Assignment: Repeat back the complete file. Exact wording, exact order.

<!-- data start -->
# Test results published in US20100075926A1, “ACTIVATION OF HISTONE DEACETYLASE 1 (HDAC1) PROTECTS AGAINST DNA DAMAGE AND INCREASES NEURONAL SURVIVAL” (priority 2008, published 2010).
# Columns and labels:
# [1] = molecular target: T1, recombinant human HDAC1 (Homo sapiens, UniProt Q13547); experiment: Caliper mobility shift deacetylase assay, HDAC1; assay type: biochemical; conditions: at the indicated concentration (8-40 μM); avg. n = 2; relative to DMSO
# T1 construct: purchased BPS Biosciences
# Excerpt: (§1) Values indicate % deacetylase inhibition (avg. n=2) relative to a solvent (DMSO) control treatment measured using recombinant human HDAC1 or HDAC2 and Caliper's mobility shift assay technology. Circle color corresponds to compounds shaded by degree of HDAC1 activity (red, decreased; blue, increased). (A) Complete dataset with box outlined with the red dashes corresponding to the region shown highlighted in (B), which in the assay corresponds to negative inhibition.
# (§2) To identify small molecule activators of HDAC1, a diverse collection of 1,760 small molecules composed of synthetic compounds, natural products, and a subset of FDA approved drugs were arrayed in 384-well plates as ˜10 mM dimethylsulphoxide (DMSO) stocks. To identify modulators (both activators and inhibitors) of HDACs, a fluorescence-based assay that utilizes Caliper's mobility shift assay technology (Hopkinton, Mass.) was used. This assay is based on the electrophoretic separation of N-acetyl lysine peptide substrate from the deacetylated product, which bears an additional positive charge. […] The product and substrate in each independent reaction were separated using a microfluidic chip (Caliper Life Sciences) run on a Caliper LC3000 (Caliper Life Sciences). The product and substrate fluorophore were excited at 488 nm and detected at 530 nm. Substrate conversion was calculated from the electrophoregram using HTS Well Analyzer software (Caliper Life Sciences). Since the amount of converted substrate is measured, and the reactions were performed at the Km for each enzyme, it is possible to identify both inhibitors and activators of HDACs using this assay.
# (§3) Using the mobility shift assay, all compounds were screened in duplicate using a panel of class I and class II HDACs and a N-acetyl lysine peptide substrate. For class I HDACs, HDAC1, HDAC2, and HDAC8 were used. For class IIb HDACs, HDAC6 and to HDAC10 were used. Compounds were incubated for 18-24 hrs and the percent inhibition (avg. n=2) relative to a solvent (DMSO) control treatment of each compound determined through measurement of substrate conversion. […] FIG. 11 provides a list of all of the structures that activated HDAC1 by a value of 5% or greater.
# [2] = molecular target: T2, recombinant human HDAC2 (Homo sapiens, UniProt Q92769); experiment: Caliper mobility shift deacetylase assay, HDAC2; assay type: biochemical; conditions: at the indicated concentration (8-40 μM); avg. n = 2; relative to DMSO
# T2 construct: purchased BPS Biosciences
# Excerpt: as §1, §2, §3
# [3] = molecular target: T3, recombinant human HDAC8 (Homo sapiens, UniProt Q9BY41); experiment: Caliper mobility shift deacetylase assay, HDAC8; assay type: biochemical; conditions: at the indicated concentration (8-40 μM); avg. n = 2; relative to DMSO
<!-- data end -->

# Test results published in US20100075926A1, “ACTIVATION OF HISTONE DEACETYLASE 1 (HDAC1) PROTECTS AGAINST DNA DAMAGE AND INCREASES NEURONAL SURVIVAL” (priority 2008, published 2010).
# Columns and labels:
# [1] = molecular target: T1, recombinant human HDAC1 (Homo sapiens, UniProt Q13547); experiment: Caliper mobility shift deacetylase assay, HDAC1; assay type: biochemical; conditions: at the indicated concentration (8-40 μM); avg. n = 2; relative to DMSO
# T1 construct: purchased BPS Biosciences
# Excerpt: (§1) Values indicate % deacetylase inhibition (avg. n=2) relative to a solvent (DMSO) control treatment measured using recombinant human HDAC1 or HDAC2 and Caliper's mobility shift assay technology. Circle color corresponds to compounds shaded by degree of HDAC1 activity (red, decreased; blue, increased). (A) Complete dataset with box outlined with the red dashes corresponding to the region shown highlighted in (B), which in the assay corresponds to negative inhibition.
# (§2) To identify small molecule activators of HDAC1, a diverse collection of 1,760 small molecules composed of synthetic compounds, natural products, and a subset of FDA approved drugs were arrayed in 384-well plates as ˜10 mM dimethylsulphoxide (DMSO) stocks. To identify modulators (both activators and inhibitors) of HDACs, a fluorescence-based assay that utilizes Caliper's mobility shift assay technology (Hopkinton, Mass.) was used. This assay is based on the electrophoretic separation of N-acetyl lysine peptide substrate from the deacetylated product, which bears an additional positive charge. […] The product and substrate in each independent reaction were separated using a microfluidic chip (Caliper Life Sciences) run on a Caliper LC3000 (Caliper Life Sciences). The product and substrate fluorophore were excited at 488 nm and detected at 530 nm. Substrate conversion was calculated from the electrophoregram using HTS Well Analyzer software (Caliper Life Sciences). Since the amount of converted substrate is measured, and the reactions were performed at the Km for each enzyme, it is possible to identify both inhibitors and activators of HDACs using this assay.
# (§3) Using the mobility shift assay, all compounds were screened in duplicate using a panel of class I and class II HDACs and a N-acetyl lysine peptide substrate. For class I HDACs, HDAC1, HDAC2, and HDAC8 were used. For class IIb HDACs, HDAC6 and to HDAC10 were used. Compounds were incubated for 18-24 hrs and the percent inhibition (avg. n=2) relative to a solvent (DMSO) control treatment of each compound determined through measurement of substrate conversion. […] FIG. 11 provides a list of all of the structures that activated HDAC1 by a value of 5% or greater.
# [2] = molecular target: T2, recombinant human HDAC2 (Homo sapiens, UniProt Q92769); experiment: Caliper mobility shift deacetylase assay, HDAC2; assay type: biochemical; conditions: at the indicated concentration (8-40 μM); avg. n = 2; relative to DMSO
# T2 construct: purchased BPS Biosciences
# Excerpt: as §1, §2, §3
# [3] = molecular target: T3, recombinant human HDAC8 (Homo sapiens, UniProt Q9BY41); experiment: Caliper mobility shift deacetylase assay, HDAC8; assay type: biochemical; conditions: at the indicated concentration (8-40 μM); avg. n = 2; relative to DMSO